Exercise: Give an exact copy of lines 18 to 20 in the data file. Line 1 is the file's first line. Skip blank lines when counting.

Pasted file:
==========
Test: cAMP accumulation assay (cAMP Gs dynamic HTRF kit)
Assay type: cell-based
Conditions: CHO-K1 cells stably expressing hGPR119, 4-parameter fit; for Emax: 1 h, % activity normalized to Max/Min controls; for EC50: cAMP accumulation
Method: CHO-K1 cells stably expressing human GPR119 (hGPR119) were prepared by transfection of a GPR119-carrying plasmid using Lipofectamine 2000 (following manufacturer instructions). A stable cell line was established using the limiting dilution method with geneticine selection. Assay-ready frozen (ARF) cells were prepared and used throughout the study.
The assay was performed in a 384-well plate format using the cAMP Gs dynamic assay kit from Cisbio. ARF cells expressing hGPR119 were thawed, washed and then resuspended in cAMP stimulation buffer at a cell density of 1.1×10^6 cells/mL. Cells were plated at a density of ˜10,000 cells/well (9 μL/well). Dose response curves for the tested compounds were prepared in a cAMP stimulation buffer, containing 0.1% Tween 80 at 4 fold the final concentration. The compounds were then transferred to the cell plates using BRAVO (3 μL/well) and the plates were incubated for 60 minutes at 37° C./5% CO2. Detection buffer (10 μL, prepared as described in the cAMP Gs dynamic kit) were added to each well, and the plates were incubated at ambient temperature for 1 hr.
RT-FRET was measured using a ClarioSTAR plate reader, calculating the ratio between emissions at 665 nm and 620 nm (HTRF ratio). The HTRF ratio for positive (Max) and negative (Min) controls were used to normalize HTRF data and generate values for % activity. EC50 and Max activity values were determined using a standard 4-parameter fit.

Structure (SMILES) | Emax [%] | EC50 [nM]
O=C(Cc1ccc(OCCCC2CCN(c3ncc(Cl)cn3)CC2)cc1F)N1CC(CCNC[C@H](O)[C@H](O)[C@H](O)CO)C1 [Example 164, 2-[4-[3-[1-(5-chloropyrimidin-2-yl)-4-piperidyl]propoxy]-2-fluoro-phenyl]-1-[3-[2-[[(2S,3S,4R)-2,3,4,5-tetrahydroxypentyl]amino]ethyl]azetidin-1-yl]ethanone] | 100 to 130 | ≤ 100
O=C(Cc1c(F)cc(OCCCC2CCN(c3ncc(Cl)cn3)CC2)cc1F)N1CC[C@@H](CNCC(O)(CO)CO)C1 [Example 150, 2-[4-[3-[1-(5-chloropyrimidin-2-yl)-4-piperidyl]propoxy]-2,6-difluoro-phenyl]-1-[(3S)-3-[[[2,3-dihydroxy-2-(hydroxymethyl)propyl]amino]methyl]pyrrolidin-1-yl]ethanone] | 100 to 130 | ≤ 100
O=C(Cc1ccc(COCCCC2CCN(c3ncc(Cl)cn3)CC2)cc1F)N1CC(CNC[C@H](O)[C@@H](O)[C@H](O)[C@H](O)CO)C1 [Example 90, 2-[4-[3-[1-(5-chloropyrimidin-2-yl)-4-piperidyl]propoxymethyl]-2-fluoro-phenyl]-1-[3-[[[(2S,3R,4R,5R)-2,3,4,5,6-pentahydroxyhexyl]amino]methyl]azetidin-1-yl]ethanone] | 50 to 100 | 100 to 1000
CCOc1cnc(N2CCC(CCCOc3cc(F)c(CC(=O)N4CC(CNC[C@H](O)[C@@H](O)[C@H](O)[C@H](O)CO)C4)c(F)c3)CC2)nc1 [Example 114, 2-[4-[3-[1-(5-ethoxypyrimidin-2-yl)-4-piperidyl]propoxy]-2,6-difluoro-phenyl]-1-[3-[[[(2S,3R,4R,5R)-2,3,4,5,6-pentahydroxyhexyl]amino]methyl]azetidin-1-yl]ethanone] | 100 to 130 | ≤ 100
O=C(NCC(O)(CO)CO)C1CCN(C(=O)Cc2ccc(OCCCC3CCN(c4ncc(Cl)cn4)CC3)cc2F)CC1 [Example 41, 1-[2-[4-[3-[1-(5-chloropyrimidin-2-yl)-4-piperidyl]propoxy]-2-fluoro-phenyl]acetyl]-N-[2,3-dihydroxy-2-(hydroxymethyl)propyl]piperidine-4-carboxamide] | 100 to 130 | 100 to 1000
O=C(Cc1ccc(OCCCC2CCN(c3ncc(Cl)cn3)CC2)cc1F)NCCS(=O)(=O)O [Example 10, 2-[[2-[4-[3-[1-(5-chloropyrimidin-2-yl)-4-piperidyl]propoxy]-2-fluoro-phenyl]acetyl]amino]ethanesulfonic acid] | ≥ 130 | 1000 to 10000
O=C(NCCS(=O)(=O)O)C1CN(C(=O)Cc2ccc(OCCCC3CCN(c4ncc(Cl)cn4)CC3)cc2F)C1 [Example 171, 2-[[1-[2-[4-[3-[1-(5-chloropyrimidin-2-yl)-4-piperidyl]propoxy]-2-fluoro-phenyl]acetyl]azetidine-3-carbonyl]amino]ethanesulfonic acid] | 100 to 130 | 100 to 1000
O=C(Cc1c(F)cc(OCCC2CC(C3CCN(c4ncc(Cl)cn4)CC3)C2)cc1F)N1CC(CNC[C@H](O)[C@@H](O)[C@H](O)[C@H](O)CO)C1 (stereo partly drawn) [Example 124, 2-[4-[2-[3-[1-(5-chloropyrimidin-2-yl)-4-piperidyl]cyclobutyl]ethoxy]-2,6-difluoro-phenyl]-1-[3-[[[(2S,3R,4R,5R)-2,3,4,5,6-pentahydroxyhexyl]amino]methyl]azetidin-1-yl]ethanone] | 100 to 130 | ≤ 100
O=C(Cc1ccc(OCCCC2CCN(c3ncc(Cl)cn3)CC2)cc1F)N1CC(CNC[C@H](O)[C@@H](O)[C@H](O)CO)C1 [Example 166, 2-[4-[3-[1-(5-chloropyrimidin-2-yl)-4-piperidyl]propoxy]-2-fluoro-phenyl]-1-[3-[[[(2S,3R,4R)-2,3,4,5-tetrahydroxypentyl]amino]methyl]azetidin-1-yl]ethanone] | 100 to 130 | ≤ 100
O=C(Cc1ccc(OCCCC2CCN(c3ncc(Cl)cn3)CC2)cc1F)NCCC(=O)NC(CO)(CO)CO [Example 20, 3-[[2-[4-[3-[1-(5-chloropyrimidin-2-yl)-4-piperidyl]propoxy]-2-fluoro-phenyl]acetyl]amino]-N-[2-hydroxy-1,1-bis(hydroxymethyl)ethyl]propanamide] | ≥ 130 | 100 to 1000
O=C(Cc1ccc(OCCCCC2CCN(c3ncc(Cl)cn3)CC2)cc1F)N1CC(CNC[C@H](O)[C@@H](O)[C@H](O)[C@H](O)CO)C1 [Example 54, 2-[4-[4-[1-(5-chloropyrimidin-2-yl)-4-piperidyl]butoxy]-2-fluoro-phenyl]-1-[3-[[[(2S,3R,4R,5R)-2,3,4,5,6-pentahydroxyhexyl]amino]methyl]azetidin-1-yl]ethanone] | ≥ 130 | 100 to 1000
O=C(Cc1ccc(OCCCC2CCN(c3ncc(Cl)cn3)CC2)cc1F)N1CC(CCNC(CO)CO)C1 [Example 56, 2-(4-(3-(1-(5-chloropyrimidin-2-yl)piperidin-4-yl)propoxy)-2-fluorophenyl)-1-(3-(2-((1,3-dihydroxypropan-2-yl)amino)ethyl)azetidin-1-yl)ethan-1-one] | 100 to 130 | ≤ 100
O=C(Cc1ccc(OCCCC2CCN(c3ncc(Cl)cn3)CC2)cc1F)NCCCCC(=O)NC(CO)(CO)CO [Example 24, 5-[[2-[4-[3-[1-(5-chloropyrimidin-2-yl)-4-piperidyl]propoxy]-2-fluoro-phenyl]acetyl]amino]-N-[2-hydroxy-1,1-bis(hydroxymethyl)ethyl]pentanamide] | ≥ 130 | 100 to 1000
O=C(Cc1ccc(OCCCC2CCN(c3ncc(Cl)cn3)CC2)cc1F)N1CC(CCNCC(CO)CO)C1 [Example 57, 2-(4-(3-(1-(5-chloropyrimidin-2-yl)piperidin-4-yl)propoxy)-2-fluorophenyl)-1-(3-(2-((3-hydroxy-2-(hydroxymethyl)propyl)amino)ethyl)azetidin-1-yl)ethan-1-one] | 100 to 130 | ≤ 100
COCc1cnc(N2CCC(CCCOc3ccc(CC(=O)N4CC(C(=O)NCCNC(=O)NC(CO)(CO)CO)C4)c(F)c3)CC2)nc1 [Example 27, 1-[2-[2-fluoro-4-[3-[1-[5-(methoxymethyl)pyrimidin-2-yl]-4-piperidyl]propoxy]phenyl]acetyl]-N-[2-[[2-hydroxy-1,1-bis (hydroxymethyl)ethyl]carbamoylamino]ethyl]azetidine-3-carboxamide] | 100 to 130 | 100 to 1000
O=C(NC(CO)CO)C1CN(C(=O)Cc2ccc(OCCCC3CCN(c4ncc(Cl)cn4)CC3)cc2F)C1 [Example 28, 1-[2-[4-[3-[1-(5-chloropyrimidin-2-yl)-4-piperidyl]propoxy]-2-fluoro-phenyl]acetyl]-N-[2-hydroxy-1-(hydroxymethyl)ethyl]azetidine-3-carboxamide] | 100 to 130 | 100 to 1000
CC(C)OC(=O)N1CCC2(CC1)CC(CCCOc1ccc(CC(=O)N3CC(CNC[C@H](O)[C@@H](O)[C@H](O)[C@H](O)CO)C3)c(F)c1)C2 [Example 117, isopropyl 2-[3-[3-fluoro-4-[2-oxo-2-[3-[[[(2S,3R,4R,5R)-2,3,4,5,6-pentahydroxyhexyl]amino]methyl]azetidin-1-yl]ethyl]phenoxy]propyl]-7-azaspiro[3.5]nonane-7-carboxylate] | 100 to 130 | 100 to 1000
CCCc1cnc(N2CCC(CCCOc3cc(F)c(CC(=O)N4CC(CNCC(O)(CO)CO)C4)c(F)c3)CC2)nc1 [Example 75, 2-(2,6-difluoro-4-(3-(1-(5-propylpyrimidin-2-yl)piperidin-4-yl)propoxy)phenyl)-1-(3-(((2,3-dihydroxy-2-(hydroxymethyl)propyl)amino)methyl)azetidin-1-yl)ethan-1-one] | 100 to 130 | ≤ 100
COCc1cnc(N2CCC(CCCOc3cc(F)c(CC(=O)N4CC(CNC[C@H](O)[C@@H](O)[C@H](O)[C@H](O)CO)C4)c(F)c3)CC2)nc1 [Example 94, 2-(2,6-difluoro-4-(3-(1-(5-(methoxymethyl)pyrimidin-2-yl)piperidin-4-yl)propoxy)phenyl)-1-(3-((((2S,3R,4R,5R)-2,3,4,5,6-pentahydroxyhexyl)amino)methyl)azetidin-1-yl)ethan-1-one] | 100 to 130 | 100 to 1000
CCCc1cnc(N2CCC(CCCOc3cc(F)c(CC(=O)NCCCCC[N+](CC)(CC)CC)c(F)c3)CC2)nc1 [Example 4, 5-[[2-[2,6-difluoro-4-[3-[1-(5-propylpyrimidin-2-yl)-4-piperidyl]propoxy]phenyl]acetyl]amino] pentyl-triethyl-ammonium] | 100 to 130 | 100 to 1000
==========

O=C(Cc1ccc(OCCCCC2CCN(c3ncc(Cl)cn3)CC2)cc1F)N1CC(CNC[C@H](O)[C@@H](O)[C@H](O)[C@H](O)CO)C1 [Example 54, 2-[4-[4-[1-(5-chloropyrimidin-2-yl)-4-piperidyl]butoxy]-2-fluoro-phenyl]-1-[3-[[[(2S,3R,4R,5R)-2,3,4,5,6-pentahydroxyhexyl]amino]methyl]azetidin-1-yl]ethanone] | ≥ 130 | 100 to 1000
O=C(Cc1ccc(OCCCC2CCN(c3ncc(Cl)cn3)CC2)cc1F)N1CC(CCNC(CO)CO)C1 [Example 56, 2-(4-(3-(1-(5-chloropyrimidin-2-yl)piperidin-4-yl)propoxy)-2-fluorophenyl)-1-(3-(2-((1,3-dihydroxypropan-2-yl)amino)ethyl)azetidin-1-yl)ethan-1-one] | 100 to 130 | ≤ 100
O=C(Cc1ccc(OCCCC2CCN(c3ncc(Cl)cn3)CC2)cc1F)NCCCCC(=O)NC(CO)(CO)CO [Example 24, 5-[[2-[4-[3-[1-(5-chloropyrimidin-2-yl)-4-piperidyl]propoxy]-2-fluoro-phenyl]acetyl]amino]-N-[2-hydroxy-1,1-bis(hydroxymethyl)ethyl]pentanamide] | ≥ 130 | 100 to 1000